Credit Sesame’s weekly news roundup November 12, 2022. Stories, news, politics and events impacting the personal finance sector during the past week.
- One-year inflation eased in October
- Fed report indicates consumer debt no threat to stability
- Elon Musk shakes up Twitter
- Debt continues to climb despite rising interest rates
- Cryptocurrencies decline on exchange concerns
- Most people with debt say it impedes financial goals
- Stock market rallies following favorable inflation news
- Mortgage rates back up to 20-year high
1. One-year inflation eased in October
The Bureau of Labor Statistics reported that the Consumer Price Index (CPI) rose by 7.7% over the twelve months ending October 31, 2022. While still a high rate of inflation, that marks an improvement over the 8.2% 1-year inflation rate through September 30. The 7.7% increase was the smallest 1-year increase in CPI since the end of January. Inflation has now moderated for the last four months after rising by 1% or more in both June and July. So-called core inflation, which excludes the volatile food and energy sectors, was an even more moderate 6.3% over the past 12 months. See full release at BLS.gov.
2. Fed report indicates consumer debt no threat to stability
A semi-annual Federal Reserve report on the stability of the U.S. financial system acknowledged that household debt rose in the first half of 2022, but views it as still being at a reasonable level. The report noted that the ratio of household debt relative to GDP is at moderate levels. That means that the amount of debt is not out of proportion with the size of the economy overall. What’s also significant is that household debt is most concentrated among prime borrowers, who are in the best position to meet their debt obligations. See full report at FederalReserve.gov.
3. Elon Musk shakes up Twitter
For better or worse, Elon Musk lost no time in leaving his mark on Twitter after acquiring a controlling share of the company. One of his first moves was to lay off roughly half the workforce. In response, employees have filed a class action lawsuit against the company. Meanwhile some advertisers have pulled their business from the platform. Musk acknowledged that advertiser reaction was causing a “massive drop in revenue,” though he placed the blame on activists rather than on his own decisions. See full story at Reuters.com.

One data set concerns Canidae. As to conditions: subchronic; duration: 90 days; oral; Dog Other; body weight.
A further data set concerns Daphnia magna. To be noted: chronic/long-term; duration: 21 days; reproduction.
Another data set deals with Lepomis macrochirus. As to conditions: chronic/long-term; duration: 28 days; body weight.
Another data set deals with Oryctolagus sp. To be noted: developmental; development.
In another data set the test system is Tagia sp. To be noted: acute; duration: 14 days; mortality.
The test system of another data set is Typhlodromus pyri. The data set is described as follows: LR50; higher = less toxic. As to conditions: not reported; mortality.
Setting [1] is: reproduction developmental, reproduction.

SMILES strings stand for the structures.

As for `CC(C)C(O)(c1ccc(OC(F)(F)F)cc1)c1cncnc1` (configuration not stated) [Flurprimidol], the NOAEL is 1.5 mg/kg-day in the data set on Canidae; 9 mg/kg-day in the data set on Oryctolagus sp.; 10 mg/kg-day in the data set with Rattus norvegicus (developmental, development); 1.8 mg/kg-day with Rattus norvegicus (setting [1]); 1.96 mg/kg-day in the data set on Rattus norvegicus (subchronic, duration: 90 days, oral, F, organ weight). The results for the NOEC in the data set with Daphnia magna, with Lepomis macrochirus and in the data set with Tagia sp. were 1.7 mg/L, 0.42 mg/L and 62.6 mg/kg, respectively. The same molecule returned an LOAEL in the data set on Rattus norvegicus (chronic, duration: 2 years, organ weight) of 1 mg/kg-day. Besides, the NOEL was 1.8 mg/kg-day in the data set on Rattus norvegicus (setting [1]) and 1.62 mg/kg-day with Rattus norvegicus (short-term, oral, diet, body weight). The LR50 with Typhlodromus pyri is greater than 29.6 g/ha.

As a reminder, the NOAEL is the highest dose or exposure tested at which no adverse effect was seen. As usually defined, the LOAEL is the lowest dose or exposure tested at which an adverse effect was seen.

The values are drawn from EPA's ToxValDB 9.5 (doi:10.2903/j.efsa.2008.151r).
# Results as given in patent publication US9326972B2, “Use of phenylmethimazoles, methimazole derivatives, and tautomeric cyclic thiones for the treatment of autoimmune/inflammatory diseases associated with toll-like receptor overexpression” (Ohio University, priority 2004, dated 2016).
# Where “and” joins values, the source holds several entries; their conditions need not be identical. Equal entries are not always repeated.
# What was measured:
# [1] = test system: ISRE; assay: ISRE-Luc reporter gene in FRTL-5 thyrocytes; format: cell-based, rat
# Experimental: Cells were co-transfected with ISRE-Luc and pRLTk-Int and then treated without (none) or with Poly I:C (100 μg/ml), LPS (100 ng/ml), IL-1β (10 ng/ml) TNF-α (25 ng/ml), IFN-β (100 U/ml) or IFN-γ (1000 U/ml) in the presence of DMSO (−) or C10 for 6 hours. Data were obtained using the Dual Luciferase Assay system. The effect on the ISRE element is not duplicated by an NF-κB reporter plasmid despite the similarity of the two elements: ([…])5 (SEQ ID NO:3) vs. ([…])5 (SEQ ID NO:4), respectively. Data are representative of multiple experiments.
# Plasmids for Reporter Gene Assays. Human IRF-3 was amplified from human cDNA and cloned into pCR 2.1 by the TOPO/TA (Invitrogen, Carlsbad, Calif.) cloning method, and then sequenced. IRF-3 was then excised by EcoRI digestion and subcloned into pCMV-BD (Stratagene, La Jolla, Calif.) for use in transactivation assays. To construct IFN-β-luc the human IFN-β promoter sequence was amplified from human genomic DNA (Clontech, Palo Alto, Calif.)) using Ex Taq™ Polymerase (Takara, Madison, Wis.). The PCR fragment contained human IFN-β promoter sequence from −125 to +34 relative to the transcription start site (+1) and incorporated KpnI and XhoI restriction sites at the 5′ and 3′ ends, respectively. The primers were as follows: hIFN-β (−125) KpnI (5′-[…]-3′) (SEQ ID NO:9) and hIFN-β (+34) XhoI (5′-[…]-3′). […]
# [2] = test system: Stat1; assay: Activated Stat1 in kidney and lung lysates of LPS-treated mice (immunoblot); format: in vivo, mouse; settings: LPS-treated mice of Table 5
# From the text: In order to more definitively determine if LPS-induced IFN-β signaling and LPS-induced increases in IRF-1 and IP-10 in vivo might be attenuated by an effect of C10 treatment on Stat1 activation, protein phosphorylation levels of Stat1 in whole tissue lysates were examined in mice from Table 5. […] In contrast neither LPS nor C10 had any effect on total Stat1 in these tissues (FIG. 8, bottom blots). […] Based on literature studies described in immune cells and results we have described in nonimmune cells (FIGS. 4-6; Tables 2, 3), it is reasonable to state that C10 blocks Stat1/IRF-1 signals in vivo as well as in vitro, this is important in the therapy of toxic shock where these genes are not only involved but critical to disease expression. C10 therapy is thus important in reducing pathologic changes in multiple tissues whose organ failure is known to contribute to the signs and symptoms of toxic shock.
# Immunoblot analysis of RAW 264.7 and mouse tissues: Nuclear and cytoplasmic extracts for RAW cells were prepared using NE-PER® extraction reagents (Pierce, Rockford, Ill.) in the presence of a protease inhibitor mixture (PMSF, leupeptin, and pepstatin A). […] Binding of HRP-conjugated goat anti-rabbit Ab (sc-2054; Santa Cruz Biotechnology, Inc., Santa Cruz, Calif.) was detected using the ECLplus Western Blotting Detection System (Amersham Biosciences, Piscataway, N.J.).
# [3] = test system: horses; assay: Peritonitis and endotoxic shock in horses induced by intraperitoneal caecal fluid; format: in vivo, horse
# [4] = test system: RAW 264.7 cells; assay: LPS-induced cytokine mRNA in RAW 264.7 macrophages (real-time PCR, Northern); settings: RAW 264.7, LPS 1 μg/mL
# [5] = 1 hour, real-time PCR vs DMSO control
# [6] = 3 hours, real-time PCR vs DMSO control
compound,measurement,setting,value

4. Debt continues to climb despite rising interest rates
Newly released Federal Reserve data shows that rising interest rates have not deterred consumers from continuing to take on more debt. Non-mortgage consumer debt increased by $25 billion in September, and by a total of $78.9 billion in the third quarter. That represented a 6.8% annual rate of debt growth for the quarter, which was slower than the pace of debt growth in the first two quarters of the year. Credit card debt grew at a 12.9% annual rate during the quarter, compared to 4.9% for loan debt. Credit card debt typically carries a higher interest rate than loan debt. See full release at FederalReserve.gov.
5. Cryptocurrencies slide on exchange concerns
Cryptocurrencies dropped sharply as investors cashed out amid speculation about financial problems at FTX. The proprietary crypto token of FTX slid by 15% while Bitcoin prices lost 6% in a matter of hours. FTX is a major crypto trading exchange. Over the weekend, the head of rival exchange Binance said they would be liquidating their holdings of the FTX tokens due to “recent revelations” about FTX. The failure to specify what those revelations were added fuel to rumors about the solvency of the FTX exchange. Binance later offered to buy out FTX in what was seen as a bailout due to liquidity concerns for FTX, but that deal subsequently fell through. See article at Reuters.com.
6. Most people with debt say it impedes financial goals
A New York Life survey found that most people with debt say that it is stopping them from reaching their financial goals. Nearly two-thirds of all responders said they are currently in debt. Of those, 58% said debt was preventing them from reaching their financial goals. 56% of people with debt said they are nervous about being able to pay their debts in retirement. Credit card debt was the most common form of debt owed by people in the survey. See article at BankingJournal.ABA.com.
7. Stock market rallies following favorable inflation news
U.S. stocks surged on news of an unexpectedly moderate inflation report. The Dow Jones Industrial Average rose by 3.7%, the S&P 500 rose by 5.5% and the Nasdaq Composite rose by 7.4% Each was the largest one-day rise in over two years. Stock investors cheer milder inflation for two primary reasons. First, lower inflation raises the present value of future stock earnings. Second, milder inflation might slow or ultimately reverse the Fed’s interest rate hikes, which threaten to slow the economy. See article at Yahoo.com.
8. Mortgage rates back to 20-year high
After a brief dip below 7%, 30-year mortgage rates bounced back up to 7.08% last week. That ties the highest level they’ve reached in the past 20 years. Meanwhile, adjustable rate mortgages rose above 6% for the first time in over a decade. See full mortgage update at FreddieMac.com.